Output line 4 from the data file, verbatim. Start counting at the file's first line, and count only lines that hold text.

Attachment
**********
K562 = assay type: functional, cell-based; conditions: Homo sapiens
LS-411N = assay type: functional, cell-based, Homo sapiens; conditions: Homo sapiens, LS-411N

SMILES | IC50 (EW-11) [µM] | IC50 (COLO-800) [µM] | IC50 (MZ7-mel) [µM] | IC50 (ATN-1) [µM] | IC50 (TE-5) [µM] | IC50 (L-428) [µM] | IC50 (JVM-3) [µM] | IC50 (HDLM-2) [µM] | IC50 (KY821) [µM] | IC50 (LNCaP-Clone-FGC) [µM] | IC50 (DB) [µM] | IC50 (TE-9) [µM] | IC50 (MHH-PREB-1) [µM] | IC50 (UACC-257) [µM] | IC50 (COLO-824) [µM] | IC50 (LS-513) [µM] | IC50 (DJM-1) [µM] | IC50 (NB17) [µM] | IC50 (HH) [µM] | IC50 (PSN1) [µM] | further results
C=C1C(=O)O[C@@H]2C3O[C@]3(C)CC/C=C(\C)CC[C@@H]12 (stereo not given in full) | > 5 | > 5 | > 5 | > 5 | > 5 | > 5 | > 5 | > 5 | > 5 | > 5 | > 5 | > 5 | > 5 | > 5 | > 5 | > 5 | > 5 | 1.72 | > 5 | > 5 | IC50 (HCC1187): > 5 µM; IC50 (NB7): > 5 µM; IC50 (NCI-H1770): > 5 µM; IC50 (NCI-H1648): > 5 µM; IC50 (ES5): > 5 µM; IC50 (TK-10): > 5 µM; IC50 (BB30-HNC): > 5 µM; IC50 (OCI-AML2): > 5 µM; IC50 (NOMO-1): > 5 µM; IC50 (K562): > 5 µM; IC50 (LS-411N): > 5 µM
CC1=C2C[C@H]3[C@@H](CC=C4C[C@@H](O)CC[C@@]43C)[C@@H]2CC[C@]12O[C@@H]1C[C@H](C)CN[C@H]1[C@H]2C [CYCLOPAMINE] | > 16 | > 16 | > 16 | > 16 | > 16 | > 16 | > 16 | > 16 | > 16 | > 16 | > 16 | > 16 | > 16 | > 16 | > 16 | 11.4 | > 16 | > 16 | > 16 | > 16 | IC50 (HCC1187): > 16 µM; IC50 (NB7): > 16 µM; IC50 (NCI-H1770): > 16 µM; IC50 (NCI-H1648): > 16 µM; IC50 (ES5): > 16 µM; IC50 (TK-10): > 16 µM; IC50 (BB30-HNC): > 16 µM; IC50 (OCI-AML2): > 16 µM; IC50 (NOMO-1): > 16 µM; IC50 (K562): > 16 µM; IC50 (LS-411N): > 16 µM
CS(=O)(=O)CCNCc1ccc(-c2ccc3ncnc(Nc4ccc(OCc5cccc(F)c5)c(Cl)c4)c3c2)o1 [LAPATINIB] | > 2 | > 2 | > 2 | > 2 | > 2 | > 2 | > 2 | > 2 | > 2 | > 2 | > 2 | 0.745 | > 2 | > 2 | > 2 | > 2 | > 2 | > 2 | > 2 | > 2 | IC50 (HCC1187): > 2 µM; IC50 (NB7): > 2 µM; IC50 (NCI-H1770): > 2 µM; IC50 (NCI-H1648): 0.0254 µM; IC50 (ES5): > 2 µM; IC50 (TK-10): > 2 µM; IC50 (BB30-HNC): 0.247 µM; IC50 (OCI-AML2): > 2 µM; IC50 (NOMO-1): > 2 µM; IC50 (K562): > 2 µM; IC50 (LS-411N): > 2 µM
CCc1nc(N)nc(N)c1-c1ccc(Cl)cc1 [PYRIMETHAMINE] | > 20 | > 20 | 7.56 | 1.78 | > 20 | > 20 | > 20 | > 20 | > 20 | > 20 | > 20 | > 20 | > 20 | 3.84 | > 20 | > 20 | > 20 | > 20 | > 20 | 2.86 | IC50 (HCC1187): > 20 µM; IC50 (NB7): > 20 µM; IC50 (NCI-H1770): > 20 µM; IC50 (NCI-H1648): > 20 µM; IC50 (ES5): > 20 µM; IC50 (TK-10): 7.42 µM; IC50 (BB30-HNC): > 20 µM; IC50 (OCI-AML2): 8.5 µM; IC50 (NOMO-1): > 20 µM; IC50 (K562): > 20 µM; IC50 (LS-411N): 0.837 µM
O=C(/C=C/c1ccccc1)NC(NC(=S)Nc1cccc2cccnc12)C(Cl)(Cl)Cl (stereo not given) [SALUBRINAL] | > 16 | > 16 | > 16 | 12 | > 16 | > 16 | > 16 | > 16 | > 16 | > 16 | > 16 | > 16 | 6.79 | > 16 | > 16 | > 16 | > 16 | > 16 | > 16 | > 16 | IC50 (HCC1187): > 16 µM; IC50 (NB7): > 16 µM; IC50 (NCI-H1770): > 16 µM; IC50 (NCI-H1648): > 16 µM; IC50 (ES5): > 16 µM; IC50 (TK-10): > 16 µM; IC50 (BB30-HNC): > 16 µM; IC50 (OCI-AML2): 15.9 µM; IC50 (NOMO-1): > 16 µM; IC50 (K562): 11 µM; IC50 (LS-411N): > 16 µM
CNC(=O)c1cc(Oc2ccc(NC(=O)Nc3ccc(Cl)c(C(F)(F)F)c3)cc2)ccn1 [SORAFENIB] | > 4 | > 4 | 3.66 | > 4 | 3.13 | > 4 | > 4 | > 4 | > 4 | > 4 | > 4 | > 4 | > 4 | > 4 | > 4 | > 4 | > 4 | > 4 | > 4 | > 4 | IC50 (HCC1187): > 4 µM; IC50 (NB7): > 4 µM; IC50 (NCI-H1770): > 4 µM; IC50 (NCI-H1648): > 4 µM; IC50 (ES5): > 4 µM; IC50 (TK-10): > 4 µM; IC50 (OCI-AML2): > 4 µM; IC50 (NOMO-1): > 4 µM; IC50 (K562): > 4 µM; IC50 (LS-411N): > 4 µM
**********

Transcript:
C=C1C(=O)O[C@@H]2C3O[C@]3(C)CC/C=C(\C)CC[C@@H]12 (stereo not given in full) | > 5 | > 5 | > 5 | > 5 | > 5 | > 5 | > 5 | > 5 | > 5 | > 5 | > 5 | > 5 | > 5 | > 5 | > 5 | > 5 | > 5 | 1.72 | > 5 | > 5 | IC50 (HCC1187): > 5 µM; IC50 (NB7): > 5 µM; IC50 (NCI-H1770): > 5 µM; IC50 (NCI-H1648): > 5 µM; IC50 (ES5): > 5 µM; IC50 (TK-10): > 5 µM; IC50 (BB30-HNC): > 5 µM; IC50 (OCI-AML2): > 5 µM; IC50 (NOMO-1): > 5 µM; IC50 (K562): > 5 µM; IC50 (LS-411N): > 5 µM